Q: In the past, Apple critics were quick to dismiss the new iPad and 5C iPhone as failures upon their introduction.  You never judge. You just report the facts and data.  That said, is there anything about past new Apple products launches that we should look at as a predictor of how a new iWatch might be received by customers?

When the iPad was imminent the great debate was over whether it would run iOS or OS X. Many imagined a touch-based Mac rather than the “big screen iPod touch”. It was a tough call and one which Microsoft could not and still does not make. Therefore, the interesting question for me with respect to iWatch is: What OS it will run? I will be shocked to the core if it does not run iOS. It is my opinion that making iOS work on it is the entire reason Apple is sweating this segment. They are in it because they are trying to make a platform product with a novel user experience and all the power of an ecosystem run on a wrist. It’s as big a problem as getting a phone-sized device to run a touch UI was in 2007. That is the crucial contribution that Apple is making to this next generation of computing. Now you might ask what users are asking for in this segment. The answer is nothing. Nobody is asking for this. As nobody asked for the iPhone (or the Mac or the iPad). It’s a new computer form factor and how it will be used will be determined by the apps written for it. But it will work and be magical out of the box in version 1. This is in contrast to the single purpose or accessory model of wearables we see to date.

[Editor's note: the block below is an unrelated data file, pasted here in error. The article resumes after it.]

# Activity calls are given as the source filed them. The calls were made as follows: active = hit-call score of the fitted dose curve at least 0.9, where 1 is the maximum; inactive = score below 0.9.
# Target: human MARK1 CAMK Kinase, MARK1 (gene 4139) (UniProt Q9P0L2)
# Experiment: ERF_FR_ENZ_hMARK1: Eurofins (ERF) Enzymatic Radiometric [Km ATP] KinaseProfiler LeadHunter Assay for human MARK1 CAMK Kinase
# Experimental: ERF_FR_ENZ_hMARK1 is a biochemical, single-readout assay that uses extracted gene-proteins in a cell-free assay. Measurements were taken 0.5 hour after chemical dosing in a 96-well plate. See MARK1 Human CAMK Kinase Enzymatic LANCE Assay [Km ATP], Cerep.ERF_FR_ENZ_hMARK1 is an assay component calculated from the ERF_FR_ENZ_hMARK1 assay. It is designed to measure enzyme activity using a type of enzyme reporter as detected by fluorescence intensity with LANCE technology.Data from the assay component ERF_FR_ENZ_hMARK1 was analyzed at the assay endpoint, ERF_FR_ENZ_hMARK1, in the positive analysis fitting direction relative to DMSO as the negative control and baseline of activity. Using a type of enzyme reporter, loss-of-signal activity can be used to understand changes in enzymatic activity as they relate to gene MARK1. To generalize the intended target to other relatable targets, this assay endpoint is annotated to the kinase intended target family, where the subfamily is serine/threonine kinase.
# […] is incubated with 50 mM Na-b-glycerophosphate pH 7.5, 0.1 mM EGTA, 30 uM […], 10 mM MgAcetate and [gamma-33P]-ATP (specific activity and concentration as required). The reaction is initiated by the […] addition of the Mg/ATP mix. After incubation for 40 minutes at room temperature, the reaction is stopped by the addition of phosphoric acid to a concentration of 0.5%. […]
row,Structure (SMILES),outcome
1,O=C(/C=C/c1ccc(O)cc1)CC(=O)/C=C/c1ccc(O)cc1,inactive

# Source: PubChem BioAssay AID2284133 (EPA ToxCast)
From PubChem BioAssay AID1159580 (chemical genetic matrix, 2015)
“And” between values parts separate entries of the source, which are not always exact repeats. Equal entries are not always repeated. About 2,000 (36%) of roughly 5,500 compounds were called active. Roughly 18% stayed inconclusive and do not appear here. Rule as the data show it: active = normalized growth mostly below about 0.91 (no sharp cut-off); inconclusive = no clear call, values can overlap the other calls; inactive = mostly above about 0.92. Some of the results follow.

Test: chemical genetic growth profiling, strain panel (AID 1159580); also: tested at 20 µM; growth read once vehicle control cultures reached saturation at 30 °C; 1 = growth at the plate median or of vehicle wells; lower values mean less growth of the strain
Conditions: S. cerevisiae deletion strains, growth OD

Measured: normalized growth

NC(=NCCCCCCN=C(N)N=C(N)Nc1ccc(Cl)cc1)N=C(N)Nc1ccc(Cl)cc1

Q: As a student of disruption, where is Apple most vulnerable to being disrupted?

Apple is a new market disruptor but much of what is put forward as a threat to it is low-end disruption. I think Apple knows enough about how that happens that it can manage its way around it. The strategy they employ is one of attrition. If you wait long enough a low-end threat tends to wear itself out as it starves of profit and is constantly gnawed-at by alternatives. (You see, if the disruptor cannot manage a profit then they cannot climb up the trajectory to get on top of the incumbent. Being profitable is a key requirement for successful disruption in the long term.) The attrition strategy works as long as you have the fortitude to hold out and the deep pockets to keep improving your product as alternatives flame out. It is my belief that Jobs made sure that thinking is inculcated in the company. So if not low-end is the company vulnerable to new-market disruptors? This is more subtle and the threat here is what Google/FaceBook/Amazon and the other ecosystems are all about. It’s creating new usage models and shifting where consumers place brand value. I think this is more what keeps Apple’s management awake at night. They are not standing still however. iTunes and Software and Services (now with Beats on board) is the way they are staying on top of that threat.